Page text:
Animals–mostly birds but other critters too–have taken up residence in my art for many years. I didn’t exactly invite them. Like squirrels drawn to my bird feeder, I don’t recall intending to focus on critters but they have been drawn into my art. And yet I did put up the feeder, and I did create these images, and so of course I invited them. Birds, frogs, cats, cicadas, squirrels and other critters are with us in life and so too in my art. In Steamed (2011), a squirrel chatters noisily like so many colicky babies (or whistling teakettles), clamoring for attention. In Stir (2010), birds with human legs spring forth to dance or fly. And in Composition With Goose (2009), a calm cat and a very wound-up goose hold forth and argue.
But more recently, in the past half-year or so, I’ve changed a little. I am thinking more intentionally about critters, my relationship to them, and the impact of human activity and climate change on them. I think of my pictures as a stage and the animals and people in them as characters playing a part. But instead of using birds or squirrels to tell stories that are really about people, the critters I’m drawing now are playing the part of themselves and are part of the story. In Frog, My Friend, for example, a frog, a casualty of the South Lawrence Trafficway, is carried off by “Death.” Or maybe the frog is our pet frog that died because we just couldn’t take care of him right. Either way, the frog in this story is a frog. In Run!, a Prairie Chicken plays its own part, too, on the run from Death due to habitat destruction and Kansas politics. In Passenger Pigeon: Abstract Memory, a cloud of extinct Passenger Pigeons becomes abstract and fades from memory. In Robin, Been and Gone, a robin is depicted along with several robin-silhouettes, symbolizing presence and absence, a reminder of what pesticides can do to birds. These are of course my images for my very human purposes, too. But I hope that by thinking more about the role of animals in my work, I can remind viewers that we have a relationship with animals, and that this relationship is fragile.
Making work about the negative impact of humans on critters is a new direction in my art, the beginning of a
larger body of work. I was moved to think more about animals in the broadest sense of the word after reading Elizabeth Kolbert’s The Sixth Extinction. Her book includes story after story of scientists worldwide documenting the process of animals becoming extinct because of human-caused global warming. Animals are leaving us now, and they are never coming back.
In my new work I am guided too by collaborating with my composer-friend Lynn Gumert, of Hightstown, NJ. Lynn and I have talked on the phone and we have exchanged emails, images, and sound. We are working together on loosely-related themes in our work, themes that include the impact of climate change on weather, animals, and us. Lynn is working on a series of related short saxophone quartet pieces, and eventually our work will be presented together. Her first notes to me depicted a river. Building on her compositions I am also playing with images of saxophones and literally drawing their “sound,” as in River Song. In this piece, a Mourning Dove plays a saxophone-river. This, too, is another experiment in visual storytelling.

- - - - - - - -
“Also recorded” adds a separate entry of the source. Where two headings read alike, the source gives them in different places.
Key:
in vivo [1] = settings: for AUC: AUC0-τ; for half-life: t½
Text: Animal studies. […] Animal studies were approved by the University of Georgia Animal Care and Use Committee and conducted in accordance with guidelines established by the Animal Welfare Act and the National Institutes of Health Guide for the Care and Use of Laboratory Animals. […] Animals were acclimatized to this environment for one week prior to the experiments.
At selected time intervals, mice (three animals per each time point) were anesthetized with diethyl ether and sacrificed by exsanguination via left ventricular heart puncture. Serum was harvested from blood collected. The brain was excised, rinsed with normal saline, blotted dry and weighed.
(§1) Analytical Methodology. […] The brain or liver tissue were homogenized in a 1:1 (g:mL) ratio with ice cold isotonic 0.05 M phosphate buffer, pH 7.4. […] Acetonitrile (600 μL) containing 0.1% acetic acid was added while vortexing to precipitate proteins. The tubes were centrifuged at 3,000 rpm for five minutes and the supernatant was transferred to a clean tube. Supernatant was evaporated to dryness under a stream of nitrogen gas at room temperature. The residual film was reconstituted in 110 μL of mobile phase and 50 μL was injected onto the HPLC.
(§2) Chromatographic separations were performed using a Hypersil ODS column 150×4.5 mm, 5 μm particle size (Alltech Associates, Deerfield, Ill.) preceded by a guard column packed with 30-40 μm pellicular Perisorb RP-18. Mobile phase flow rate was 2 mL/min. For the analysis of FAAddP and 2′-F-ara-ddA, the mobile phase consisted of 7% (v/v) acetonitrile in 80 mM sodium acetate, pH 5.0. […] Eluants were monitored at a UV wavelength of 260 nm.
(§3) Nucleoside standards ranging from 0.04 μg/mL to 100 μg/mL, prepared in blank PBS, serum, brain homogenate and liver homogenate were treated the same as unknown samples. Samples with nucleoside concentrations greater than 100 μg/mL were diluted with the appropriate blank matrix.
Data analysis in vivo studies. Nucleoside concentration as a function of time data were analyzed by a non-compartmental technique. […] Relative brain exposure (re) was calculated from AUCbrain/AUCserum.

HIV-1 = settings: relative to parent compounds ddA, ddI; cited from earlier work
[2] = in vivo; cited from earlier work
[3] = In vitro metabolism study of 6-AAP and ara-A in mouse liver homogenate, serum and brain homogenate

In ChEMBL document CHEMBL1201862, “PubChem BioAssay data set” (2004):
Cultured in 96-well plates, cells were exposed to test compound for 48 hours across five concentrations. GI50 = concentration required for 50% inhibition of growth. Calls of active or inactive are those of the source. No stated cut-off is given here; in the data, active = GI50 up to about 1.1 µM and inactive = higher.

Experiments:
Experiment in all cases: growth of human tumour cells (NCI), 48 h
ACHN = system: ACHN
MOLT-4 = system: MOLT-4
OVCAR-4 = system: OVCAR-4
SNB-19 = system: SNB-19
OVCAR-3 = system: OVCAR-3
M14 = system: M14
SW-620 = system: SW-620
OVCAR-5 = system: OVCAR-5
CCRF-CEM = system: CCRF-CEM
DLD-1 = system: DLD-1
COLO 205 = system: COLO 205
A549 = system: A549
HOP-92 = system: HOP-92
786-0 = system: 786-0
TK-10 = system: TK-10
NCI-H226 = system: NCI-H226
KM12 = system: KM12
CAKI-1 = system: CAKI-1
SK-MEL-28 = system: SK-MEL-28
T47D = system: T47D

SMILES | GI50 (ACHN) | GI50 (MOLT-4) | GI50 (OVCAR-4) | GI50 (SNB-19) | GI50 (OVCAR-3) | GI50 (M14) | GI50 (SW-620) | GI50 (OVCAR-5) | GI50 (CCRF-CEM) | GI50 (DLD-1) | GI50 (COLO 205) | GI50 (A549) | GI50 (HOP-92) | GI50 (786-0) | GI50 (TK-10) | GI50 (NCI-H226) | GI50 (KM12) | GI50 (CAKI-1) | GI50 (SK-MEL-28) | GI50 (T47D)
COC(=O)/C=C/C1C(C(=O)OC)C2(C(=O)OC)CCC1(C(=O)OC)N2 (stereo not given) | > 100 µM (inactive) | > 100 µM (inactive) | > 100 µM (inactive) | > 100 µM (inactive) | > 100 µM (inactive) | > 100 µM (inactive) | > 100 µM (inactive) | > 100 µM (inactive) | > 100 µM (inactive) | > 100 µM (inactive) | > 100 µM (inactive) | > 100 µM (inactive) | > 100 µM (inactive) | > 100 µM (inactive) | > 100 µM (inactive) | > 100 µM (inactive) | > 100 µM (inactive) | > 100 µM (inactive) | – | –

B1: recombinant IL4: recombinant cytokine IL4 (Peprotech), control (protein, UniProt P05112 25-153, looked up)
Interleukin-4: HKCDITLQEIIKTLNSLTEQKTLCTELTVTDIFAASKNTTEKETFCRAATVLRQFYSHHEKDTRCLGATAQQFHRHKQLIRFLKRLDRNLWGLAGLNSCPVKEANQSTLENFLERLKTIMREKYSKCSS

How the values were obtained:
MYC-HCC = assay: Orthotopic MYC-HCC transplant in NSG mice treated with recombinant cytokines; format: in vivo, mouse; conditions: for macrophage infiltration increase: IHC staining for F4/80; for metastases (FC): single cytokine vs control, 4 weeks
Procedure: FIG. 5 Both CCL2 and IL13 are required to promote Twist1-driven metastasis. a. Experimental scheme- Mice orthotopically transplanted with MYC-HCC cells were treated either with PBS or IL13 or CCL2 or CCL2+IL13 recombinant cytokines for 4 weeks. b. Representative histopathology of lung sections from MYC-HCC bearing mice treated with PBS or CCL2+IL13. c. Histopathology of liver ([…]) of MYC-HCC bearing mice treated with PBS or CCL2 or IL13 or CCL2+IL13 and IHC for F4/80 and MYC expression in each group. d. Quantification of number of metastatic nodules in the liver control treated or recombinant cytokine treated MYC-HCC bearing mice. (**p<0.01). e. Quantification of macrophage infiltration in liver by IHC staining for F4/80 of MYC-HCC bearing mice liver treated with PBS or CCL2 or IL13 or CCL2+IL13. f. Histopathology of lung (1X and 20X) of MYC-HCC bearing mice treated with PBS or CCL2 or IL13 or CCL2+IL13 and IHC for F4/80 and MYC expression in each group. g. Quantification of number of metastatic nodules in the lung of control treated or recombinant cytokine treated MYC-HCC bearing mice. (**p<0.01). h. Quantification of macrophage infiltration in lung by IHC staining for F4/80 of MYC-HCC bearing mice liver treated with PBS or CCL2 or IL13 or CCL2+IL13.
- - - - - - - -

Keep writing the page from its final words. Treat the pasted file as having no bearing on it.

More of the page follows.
Please join Karen Matheis and me for our two-person show at the Phoenix Underground, opening Final Friday, June 27, 2014, 5 – 9 pm, from June 27 – July 23 at the Phoenix Underground (825 Massachusetts, Lawrence, KS). I’ll show these works and others too, and almost all of them include animals.
I made this in memory of the Passenger Pigeon, a species that went extinct a hundred years ago. I was thinking about the way that artists today make images of the pigeon based on art from the past, and how our “memory” of the birds has become faded and distorted over time.
Come see Declarations, a mixed-media on scratchboard piece at the opening reception for the exhibit “Make More Love!”
Final Friday, Jan. 31, 2014
5 – 9 pm
The Percolator is between 9th and 10th Streets and half a block east of New Hampshire St. It is in the alley behind the Lawrence Arts Center, Lawrence, KS.
I am excited that a mosaic of mine will be on the cover of the forthcoming book To the Stars Through Difficulties: A Kansas Renga in 150 Voices. The book will be available sometime in December, so stay tuned!
This collection of 150 poems, each one written as part of a collaborative whole, was edited by Caryn Mirriam-Goldberg, Kansas Poet Laureate 2009-13.
To the Stars Through Difficulties takes the form of a renga, a collaborative poem in which each participant writes in response to the one or two parts of the poem that came before. Each portion of the poem has been highlighted throughout the year (2012) on the blog 150 Kansas Poems.
(To the Stars Through Difficulties was edited by Caryn Mirriam-Goldberg; cover design by Leah Sewell; cover art by Lora Jost; interior design by Denise Low-Weso, Kansas Poet Laureate 2007-2009; poems by 150 writers who have a unique relationship to Kansas — its landscape and culture.)
I wish I had a new art piece to post every day or even every week. But making art is not an instant process. So instead of showing pictures of new work, in this blog I’ll tell you about my current work as it is unfolding right now in my studio.
Here is the start of a new piece: plywood. I just painted a sealer on it. Beginnings are hard, even just that much. I like to avoid beginnings. Instead I make lists, do errands, clean my studio, surf the web. But the drudgery and uncertainty I like to avoid in the beginning is no less a part of the creative process. So I begin. Choreographer Twyla Tharp writes, “If you’re at a dead end, take a deep breath, stamp your foot, and shout “Begin!”
I have a vision of what this piece will be in my mind, and I selected some green cloth from my trove to cover the wood. I envision this piece as a collage with a light green background, a landscape that is barren and shiny with textures made of cloth and gold thread. Small painted silhouettes of mule deer dot the scene, some hiding behind shrubs. The deer are painted and lacquered, black and white, positive and negative, present and absent. I won’t be able to fully translate these ideas into a tangible form. There is an airiness and movement to the piece in my mind that I’ll never achieve in a collage. I enjoy what my college design professor called this kind of beginning, this intention that would inevitably turn into something else: a point of departure.